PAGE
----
- In any given year, about half of our students have either a job, admission to a graduate school, or placement with a post-graduate service program by the time they graduate from Stonehill.
- By the following year, at least 96% of our students will have found a placement.
In a few short years your son or daughter is going to acquire credentials that will appeal to an employer, graduate school or service program Stonehill students possess a great reputation with employers. As one employer told us:
“Stonehill students show incredible maturity. They take the job search process seriously and make good choices. We retain a huge percentage of Stonehill alumni and that is why we keep coming back to recruit.”
So, What are Employers Looking For?
Employers typically are looking for the following when they interview a college senior or recent graduate:
A variety of experiences
Internships, international study, campus activities, service experiences, foreign languages, and summer jobs are an extremely important part of a student’s portfolio. These opportunities can demonstrate important qualities of leadership, as well as practical experience.
So much of today's workplace involves all types of communication: working on teams, giving presentations, writing, and speaking in public and on the phone. Good communication skills are always in demand.
Technical skills are important. Some employers are concerned that a student can use standard applications (such as PowerPoint or spreadsheets), while others may require more specific abilities.
Choices that make sense
Employers typically are more interested in the “why” rather than the “what.”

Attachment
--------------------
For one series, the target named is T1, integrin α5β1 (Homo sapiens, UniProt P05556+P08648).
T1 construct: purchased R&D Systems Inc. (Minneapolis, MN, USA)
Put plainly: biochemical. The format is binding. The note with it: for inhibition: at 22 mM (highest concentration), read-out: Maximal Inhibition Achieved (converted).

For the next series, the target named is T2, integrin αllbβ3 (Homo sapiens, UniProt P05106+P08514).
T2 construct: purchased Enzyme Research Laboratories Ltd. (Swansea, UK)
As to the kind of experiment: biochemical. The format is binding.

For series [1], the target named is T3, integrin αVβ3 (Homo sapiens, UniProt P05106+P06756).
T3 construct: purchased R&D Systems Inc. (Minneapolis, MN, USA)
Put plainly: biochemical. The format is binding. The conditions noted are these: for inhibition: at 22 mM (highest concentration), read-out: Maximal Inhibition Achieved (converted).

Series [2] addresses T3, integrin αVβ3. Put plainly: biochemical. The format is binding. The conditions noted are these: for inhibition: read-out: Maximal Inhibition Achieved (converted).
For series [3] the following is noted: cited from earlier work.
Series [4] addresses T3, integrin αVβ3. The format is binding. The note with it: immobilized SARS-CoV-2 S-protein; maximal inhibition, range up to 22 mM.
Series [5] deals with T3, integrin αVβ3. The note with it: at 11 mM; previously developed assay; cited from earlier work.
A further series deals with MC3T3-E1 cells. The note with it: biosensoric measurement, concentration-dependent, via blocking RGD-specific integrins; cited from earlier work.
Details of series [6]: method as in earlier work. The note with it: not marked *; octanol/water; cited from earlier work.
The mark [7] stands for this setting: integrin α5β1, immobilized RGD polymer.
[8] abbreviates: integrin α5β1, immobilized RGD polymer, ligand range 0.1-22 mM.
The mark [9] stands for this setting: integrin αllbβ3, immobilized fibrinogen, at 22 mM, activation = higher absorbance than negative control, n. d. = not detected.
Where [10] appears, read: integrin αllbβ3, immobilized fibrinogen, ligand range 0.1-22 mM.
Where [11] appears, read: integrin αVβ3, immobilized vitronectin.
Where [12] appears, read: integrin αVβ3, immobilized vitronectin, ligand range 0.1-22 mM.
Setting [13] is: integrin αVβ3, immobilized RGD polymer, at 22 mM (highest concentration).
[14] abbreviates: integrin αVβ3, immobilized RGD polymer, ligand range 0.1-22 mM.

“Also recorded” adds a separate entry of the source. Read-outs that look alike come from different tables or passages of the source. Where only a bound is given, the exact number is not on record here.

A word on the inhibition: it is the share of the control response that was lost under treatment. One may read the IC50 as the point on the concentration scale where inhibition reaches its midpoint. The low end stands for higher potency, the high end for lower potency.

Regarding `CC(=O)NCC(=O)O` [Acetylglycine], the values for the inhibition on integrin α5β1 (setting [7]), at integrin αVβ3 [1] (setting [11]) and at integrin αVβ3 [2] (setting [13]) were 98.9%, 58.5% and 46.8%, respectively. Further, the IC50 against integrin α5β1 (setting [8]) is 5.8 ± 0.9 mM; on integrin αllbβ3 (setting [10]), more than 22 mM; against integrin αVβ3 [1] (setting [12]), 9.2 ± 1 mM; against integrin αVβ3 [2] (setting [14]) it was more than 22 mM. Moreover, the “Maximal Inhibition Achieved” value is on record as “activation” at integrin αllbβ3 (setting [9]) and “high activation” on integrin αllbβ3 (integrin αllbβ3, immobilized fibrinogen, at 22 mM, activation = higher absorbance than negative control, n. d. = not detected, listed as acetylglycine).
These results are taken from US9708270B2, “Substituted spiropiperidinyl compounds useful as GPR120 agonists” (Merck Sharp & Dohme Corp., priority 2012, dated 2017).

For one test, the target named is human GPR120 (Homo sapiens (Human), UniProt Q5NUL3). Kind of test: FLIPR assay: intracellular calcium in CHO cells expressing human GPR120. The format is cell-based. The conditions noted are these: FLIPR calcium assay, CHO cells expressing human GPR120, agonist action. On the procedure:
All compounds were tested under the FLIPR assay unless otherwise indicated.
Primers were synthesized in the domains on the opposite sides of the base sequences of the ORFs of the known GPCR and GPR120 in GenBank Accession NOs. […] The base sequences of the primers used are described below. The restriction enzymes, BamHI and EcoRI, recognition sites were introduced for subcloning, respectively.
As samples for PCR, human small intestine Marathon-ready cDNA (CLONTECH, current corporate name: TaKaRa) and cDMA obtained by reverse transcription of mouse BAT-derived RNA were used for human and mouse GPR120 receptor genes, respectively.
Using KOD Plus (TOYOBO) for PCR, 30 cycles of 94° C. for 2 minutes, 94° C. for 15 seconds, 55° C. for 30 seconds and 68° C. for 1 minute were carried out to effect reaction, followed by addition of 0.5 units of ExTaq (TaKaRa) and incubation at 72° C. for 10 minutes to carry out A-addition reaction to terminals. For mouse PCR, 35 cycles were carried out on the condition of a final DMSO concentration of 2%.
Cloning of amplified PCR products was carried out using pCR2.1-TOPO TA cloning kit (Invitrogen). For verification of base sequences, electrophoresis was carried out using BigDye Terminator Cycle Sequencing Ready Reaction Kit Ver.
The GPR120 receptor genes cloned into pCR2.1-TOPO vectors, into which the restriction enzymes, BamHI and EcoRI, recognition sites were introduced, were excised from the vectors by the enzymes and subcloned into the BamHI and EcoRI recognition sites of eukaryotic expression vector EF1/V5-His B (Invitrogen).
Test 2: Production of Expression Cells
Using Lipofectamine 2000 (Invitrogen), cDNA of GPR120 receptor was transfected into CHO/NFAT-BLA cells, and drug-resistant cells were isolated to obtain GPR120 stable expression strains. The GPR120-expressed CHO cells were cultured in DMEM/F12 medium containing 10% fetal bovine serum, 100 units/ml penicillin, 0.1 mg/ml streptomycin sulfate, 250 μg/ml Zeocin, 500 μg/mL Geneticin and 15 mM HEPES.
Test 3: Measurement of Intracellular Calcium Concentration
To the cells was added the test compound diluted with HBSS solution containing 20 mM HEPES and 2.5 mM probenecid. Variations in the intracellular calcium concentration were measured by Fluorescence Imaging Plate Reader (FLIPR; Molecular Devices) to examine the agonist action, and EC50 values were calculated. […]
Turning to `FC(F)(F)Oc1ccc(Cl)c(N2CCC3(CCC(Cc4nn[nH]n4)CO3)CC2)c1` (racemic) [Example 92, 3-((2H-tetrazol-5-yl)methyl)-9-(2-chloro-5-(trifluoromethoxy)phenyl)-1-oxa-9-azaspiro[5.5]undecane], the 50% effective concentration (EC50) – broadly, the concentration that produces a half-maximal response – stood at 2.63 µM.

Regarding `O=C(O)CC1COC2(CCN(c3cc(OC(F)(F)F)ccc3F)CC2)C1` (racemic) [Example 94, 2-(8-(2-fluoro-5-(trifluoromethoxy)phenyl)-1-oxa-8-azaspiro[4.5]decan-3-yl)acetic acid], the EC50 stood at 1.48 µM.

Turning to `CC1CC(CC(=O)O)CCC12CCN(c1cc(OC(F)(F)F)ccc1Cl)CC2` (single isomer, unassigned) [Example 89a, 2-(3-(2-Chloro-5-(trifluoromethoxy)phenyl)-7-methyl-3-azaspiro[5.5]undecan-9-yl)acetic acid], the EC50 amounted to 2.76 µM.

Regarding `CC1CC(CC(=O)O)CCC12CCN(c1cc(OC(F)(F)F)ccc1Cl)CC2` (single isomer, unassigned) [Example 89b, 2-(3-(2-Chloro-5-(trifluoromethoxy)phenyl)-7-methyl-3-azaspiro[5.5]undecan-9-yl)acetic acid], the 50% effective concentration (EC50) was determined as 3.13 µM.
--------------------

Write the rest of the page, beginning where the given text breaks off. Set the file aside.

An employer in a technical field may be very interested in hearing about an art history course that grew out of an interest developed during a student’s semester overseas. A technical course taken merely to fulfill a requirement may impress the same employer much less.
When Should a Parent Worry?
When there is no momentum
It is normal for students to be unsure about career opportunities. Parents should not pressure students into premature decisions. It is a concern, however, if the student does not seem to be thinking about careers at all. There should be some kind of forward motion, leading from exploration and testing in the first three years to concrete planning as a senior.
When choices don’t seem to make sense
Students make a lot of choices in their college years. It is important for parents to respect those choices and to support their son or daughter. As we have said, the student will be working, so it is critical for the student to choose a career path that he or she will find fulfilling. However, students sometimes appear to be making choices for no apparent reason or for superficial reasons. This is most obvious in the selection of courses.
Students may take courses that surprise the parent, but that interest the student. What is disturbing is when the student seems to choose courses for no apparent reason or because the course is scheduled at a convenient time or the teacher is rumored to be an easy grader.
Likewise, summer employment can vary from internships to babysitting; often the reasons why they are choosing the employment can be equally important as what the student is doing. Employers are looking for choices that make sense for the student and the future career path.